A superior court judge on Tuesday denied Exxon Mobil Corp.'s request to delay the outcome of its appeal to regain leases from the Point Thomson fields.
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Late last year the state terminated Point Thomson leases with Exxon Mobil and its partners, saying the companies failed to meet lease development obligations.
This set off numerous court filings from the oil and gas companies and the state, as the companies asked a state Superior Court to overturn the decision.
The dispute is over the North Slope's second largest natural gas field, after Prudhoe Bay.
Lawmakers have called Point Thomson vital to the success of a prospective gas pipeline to move trillions of cubic feet of natural gas from the North Slope. Point Thomson is estimated to hold about 9 trillion cubic feet of gas reserves, more than a quarter of the known gas in all North Slope fields.
State lawmakers are reviewing Gov. Sarah Palin's Alaska Gasline Inducement Act in the final weeks of the legislative session.
The Irving, Texas-based Exxon Mobil is among nearly a dozen companies interested in the gas line project. A company representative testified before a Senate committee on the bill Tuesday.
The company is Point Thomson's field operator for 45 gas and oil leases shared largely by BP PLC, ConocoPhillips and Chevron Corp.
In her ruling Tuesday, Judge Sharon Gleason also ordered the producers to pay a $20 million penalty for breaching the contract. Or the companies could post a $25 million bond with the court.
Palin hailed Gleason's ruling.
"This decision represents forward progress in our efforts to put these leases in the hands of a company that will responsibly develop them and bring the significant gas reserves in the Point Thomson area to market," Palin said in a prepared statement.
"This ruling tells us that standing up to protect Alaska's interests, in seeing its resources produced, is the right thing to do," said Department of Natural Resources Commissioner Tom Irwin in a prepared statement. "We will continue to stand firm in protecting the states rights in the face of the inevitable barrage of criticism from the state's major producers."
Company officials could not immediately be reached for comment.
On Tuesday, Exxon's Marty Massey reiterated previous testimony from BP and ConocoPhillips in telling state lawmakers AGIA is too restrictive.
Producers also said AGIA lacks assurances that their long-term costs such as royalties and taxes would remain constant and predictable.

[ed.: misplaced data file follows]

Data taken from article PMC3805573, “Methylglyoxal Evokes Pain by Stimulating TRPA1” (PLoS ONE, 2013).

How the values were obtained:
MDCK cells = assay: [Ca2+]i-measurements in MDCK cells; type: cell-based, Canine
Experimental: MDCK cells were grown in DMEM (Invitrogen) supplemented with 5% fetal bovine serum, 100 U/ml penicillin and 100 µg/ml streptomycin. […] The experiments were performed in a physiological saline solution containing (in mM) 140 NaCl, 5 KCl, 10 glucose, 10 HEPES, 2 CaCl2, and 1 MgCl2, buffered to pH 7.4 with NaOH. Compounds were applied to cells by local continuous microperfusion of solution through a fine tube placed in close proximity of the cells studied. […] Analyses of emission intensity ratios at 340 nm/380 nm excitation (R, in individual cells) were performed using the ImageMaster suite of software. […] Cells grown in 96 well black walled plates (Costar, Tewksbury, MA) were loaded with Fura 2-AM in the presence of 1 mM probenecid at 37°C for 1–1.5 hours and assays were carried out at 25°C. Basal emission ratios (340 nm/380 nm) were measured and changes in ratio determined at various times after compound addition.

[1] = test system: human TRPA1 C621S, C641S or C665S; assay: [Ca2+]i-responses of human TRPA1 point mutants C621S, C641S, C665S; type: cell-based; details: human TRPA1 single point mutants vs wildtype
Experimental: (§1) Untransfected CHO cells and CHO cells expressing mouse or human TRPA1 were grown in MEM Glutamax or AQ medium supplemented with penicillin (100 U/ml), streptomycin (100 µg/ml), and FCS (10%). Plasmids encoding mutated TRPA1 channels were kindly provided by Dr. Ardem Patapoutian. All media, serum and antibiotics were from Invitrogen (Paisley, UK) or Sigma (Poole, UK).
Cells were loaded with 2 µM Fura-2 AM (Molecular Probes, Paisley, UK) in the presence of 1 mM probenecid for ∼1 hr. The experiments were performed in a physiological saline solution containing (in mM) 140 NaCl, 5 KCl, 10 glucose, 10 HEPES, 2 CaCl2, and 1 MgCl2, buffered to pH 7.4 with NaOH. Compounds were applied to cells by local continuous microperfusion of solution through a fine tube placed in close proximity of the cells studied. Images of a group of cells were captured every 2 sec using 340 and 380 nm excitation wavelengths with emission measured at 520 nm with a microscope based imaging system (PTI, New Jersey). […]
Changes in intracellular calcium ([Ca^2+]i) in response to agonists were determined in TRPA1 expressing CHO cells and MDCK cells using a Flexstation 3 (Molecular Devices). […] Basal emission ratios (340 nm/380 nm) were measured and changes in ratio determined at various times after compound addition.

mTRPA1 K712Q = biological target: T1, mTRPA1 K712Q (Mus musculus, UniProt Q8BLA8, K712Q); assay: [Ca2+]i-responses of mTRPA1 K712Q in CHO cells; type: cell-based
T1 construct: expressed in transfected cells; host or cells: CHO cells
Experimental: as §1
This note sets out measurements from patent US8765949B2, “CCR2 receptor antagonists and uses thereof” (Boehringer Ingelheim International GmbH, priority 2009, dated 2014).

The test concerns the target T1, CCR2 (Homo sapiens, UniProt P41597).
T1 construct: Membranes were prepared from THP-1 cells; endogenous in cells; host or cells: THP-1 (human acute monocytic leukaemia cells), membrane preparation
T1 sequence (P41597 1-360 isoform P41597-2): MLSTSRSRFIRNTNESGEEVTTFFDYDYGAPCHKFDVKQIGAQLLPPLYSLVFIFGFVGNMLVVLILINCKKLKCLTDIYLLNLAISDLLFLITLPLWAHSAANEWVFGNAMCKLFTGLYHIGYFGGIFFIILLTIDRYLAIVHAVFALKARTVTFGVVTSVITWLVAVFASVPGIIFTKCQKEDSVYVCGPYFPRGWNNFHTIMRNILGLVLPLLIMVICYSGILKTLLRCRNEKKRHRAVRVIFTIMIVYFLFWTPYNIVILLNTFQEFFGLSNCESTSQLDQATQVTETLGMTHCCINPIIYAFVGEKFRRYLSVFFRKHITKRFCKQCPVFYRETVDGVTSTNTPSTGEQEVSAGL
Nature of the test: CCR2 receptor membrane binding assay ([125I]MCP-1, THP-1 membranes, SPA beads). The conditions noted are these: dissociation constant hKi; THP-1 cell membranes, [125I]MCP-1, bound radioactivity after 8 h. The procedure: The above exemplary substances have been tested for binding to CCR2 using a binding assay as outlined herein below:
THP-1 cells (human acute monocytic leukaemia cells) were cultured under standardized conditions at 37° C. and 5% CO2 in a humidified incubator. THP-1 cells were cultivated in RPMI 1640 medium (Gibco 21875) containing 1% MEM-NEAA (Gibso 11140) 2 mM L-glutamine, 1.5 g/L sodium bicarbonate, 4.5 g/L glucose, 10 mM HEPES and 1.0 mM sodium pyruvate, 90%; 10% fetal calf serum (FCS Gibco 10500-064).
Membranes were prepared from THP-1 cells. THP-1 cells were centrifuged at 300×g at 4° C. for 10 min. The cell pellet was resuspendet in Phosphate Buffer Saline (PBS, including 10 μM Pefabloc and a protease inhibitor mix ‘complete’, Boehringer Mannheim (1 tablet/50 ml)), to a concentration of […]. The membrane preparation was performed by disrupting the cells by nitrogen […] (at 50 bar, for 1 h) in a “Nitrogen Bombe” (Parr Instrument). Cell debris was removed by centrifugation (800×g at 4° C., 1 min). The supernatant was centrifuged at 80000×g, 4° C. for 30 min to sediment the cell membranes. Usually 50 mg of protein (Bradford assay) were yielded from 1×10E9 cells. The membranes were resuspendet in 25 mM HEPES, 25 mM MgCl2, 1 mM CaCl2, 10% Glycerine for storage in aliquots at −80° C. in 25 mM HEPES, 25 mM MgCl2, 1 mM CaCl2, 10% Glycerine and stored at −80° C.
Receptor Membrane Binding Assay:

"AGIA does not provide for a commercially viable project," Massey told the state Senate Finance Committee. "AGIA is based on flawed economic assumptions. In its current form AGIA will result in less competition.
"In addition the existing prescriptive terms in AGIA will preclude Exxon Mobil from being able to make an open and competitive and conforming proposal."
In his statement, Irwin said producers are seeking to force the Legislature's hand at a change.
"In protecting their shareholders financial interests, the producers are seeking to change the rules because competition means that they may not get a deal on their terms," Irwin said. "I hope they choose to participate in building a gas line and will meaningfully engage in the AGIA process."
State natural resources officials ruled in 2005 that Exxon Mobil was in default for delaying Point Thomson development by submitting a plan without any sure date for production to begin.
The state threatened to revoke the leases but stayed that decision while negotiating a contract with Exxon and two other oil companies for a $25 billion natural gas pipeline that would take gas from the North Slope to Midwestern markets.
Negotiations fell through last year, leaving Exxon Mobil with an October deadline to update its Point Thomson development plan.
The plan the company submitted was rejected in November, and the state - then under Republican Gov. Frank Murkowski - revoked the leases.
In that plan, Exxon Mobil proposed paying the state $20 million and giving up 20,000 acres to settle its unmet obligations to develop the gas field. The plan included a promise to drill one well in 2009 to better map the extent of the field.
In December, the resources department under Palin, the new Republican governor, reviewed the case and upheld the decision from Murkowski's administration.